About Art 101 Mini-Course - Understanding the basics of art
In this lesson you will learn:
- What is an oil painting
- What is a watercolor painting
What is an Oil painting
An oil painting is created using paints derived from pigments mixed with oil commonly linseed oil which comes from flax and can be thinned with turpentine, linseed oil and artist grade mineral spirits. The paint tube was invented in 1841 in tin tubes with replaceable caps freeing artists so they no longer needed to grind each pigment by hand and carefully mix the binding oil in the proper proportions. Many modern "paint in tubes" manufactures have extensive color and time testing to determine which paint will last the longest without the colors altering over a period of time.
There are different methods of applying the paint to the painting surface with paint brushes, with many variations, being one of the most popular, palette knives to add a texture to thicker paint and even rags can be used. Surfaces used to paint on are canvas, wooden panel, paper, slate, linoleum and pressed wood. The most popular surface material, since the 16th century, to paint on is canvas. Many artists also used wooden panel through the 17th century however panel was more expensive could warp or split and was heavier to carry around. The artist first prepares the surface material with a primer so that the paint will adhere. Improperly primed or prepared surface material can result in the paint flaking or falling off.
Oil paintings have a long drying time, depending on the thickness and ingredients of paint applied, it can take from a few weeks to years in the drying time for oil paintings.
What is a watercolor painting
A watercolor (aquarelle in French) painting is a painting created by using water-based paint with water soluble pigments. Watercolor paintings date back to the cave paintings of Europe, also used for manuscript illumination (small paintings included in a book) since Egyptian times and into the European Middle Ages, its continuous history as an art medium begins in the Renaissance. Watercolor paint consists of four principal ingredients the pigment which is the color, the binder which fixes the pigment to the painting surface, the additives which help with the durablility or color and the solvent which is used to thin or dilute the paint for application and that evaporates when the paint dries.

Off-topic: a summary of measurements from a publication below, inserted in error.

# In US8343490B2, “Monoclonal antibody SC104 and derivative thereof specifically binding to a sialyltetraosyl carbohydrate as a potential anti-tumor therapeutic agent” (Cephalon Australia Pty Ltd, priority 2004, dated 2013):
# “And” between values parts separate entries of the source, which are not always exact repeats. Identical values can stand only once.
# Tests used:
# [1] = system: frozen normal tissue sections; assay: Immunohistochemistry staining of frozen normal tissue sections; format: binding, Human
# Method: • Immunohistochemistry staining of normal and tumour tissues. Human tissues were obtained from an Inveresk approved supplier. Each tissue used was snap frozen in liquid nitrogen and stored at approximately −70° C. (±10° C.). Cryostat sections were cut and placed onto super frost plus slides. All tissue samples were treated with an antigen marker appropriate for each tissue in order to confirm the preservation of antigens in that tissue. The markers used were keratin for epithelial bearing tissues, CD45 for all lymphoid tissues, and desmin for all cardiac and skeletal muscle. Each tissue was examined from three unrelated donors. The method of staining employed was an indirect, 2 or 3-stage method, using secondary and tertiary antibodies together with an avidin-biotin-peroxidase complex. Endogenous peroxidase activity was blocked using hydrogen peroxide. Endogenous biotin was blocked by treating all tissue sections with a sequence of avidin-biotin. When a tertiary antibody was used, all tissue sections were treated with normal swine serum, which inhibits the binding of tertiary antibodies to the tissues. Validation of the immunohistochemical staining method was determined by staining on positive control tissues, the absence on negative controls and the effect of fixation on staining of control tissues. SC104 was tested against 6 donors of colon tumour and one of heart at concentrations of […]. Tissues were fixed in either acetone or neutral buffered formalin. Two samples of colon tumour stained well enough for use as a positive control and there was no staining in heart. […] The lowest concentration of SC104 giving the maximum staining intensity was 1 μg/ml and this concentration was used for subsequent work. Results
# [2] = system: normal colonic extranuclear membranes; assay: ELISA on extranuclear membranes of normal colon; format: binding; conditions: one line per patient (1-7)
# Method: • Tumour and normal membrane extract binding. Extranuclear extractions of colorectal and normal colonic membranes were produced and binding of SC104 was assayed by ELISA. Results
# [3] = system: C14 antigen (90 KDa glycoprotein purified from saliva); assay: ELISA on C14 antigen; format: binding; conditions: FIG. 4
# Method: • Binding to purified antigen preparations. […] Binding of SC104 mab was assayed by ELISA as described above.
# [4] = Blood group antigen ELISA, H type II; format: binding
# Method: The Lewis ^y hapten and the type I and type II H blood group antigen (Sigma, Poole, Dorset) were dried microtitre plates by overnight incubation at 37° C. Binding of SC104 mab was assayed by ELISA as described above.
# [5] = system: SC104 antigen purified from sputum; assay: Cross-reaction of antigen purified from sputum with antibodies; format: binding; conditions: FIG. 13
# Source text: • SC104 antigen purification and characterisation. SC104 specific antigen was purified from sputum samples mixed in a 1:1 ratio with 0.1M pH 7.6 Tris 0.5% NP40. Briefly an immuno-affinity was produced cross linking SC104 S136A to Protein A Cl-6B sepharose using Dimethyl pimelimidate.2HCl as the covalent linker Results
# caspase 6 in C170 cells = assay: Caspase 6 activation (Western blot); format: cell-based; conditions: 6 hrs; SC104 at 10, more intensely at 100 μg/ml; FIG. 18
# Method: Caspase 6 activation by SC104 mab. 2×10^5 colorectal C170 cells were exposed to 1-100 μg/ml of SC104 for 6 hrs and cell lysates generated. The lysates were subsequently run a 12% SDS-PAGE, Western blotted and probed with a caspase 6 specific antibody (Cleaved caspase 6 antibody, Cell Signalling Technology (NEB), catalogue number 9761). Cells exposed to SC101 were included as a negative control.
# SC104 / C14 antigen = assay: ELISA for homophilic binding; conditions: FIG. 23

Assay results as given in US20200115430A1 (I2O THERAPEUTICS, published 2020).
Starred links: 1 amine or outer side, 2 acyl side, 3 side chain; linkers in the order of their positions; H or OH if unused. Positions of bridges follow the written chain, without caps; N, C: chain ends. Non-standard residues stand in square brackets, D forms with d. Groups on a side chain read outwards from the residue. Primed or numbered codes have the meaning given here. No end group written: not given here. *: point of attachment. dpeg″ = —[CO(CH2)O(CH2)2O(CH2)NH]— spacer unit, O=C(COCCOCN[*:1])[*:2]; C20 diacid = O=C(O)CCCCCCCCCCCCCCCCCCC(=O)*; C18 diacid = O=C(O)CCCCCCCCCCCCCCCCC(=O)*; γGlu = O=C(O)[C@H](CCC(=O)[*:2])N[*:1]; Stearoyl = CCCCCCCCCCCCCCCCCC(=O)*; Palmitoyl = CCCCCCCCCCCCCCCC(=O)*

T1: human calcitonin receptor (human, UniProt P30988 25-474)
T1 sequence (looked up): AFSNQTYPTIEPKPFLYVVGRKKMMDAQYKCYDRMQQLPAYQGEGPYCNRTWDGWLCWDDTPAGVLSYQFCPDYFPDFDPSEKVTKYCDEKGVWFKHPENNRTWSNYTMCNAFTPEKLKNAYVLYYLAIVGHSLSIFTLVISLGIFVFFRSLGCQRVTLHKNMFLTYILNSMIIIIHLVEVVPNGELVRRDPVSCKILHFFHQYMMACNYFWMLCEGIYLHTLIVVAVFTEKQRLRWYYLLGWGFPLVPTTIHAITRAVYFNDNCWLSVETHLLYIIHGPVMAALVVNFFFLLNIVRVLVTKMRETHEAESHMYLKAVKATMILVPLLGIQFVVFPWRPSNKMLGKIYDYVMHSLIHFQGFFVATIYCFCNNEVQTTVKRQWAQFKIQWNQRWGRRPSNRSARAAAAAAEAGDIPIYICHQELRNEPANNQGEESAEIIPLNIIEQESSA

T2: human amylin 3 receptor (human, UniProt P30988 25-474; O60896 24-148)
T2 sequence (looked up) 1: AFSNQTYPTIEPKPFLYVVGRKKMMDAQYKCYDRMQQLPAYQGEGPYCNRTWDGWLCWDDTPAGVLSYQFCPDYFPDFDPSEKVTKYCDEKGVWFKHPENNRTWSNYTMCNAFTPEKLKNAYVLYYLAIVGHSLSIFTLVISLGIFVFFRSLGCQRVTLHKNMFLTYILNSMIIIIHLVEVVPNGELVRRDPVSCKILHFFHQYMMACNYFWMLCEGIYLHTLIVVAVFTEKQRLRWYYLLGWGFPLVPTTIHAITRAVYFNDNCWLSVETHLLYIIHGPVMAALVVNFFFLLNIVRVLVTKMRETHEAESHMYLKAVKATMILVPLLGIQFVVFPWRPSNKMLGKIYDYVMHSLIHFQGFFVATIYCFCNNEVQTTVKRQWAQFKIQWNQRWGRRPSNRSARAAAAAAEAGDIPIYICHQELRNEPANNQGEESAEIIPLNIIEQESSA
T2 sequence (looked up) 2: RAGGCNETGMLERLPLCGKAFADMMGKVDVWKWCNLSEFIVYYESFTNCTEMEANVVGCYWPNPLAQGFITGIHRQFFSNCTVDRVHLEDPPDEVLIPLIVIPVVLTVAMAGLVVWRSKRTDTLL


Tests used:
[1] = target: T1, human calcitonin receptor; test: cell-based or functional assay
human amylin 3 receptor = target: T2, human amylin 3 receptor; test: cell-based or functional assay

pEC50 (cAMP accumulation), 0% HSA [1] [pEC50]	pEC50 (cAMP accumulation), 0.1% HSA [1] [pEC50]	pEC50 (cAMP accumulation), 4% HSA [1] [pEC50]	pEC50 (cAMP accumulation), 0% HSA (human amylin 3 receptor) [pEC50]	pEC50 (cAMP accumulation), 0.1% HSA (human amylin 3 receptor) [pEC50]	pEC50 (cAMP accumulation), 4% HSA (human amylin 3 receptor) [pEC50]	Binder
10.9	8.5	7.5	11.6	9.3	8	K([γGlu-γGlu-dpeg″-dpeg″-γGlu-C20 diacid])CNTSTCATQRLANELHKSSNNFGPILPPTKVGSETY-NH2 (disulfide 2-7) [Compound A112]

Modern watercolor paints are available in two forms: tubes or pans. The majority of paints aquired are in collapsible metal tubes and are formulated to a consistency similar to toothpaste. Pan paints are small dried cakes or bars of paint in an open plastic or metal container and are historically older than tubes but commonly perceived as less convenient however are preferred by landscape or naturalist painters.
The traditional and most common surface material used for watercolor paintings is paper and there are various weight, smoothness, texture and qualities used. Watercolor painters typically paint on paper specifically formulated for watermedia applications. The best art papers are designated archival, meaning they will last without significant deterioration for a century or more. Some watercolor papers may ripple and buckle depending on the weight, quality, preparation of the paper and humidity where the painting is installed.
Other surface materials used by watercolor painters include papyrus, bark papers, plastics, leather, fabric, wood, and canvas.
Many artists agree that watercolors are less forgiving as the paint is quickly absorbed into the paper compared to other forms of painting such as oil where scrape off and paint over is an option however watercolors are easier to clean up.
That's it for this lesson. In your next lesson you will learn:
- What is an acrylic painting
- What is mixed media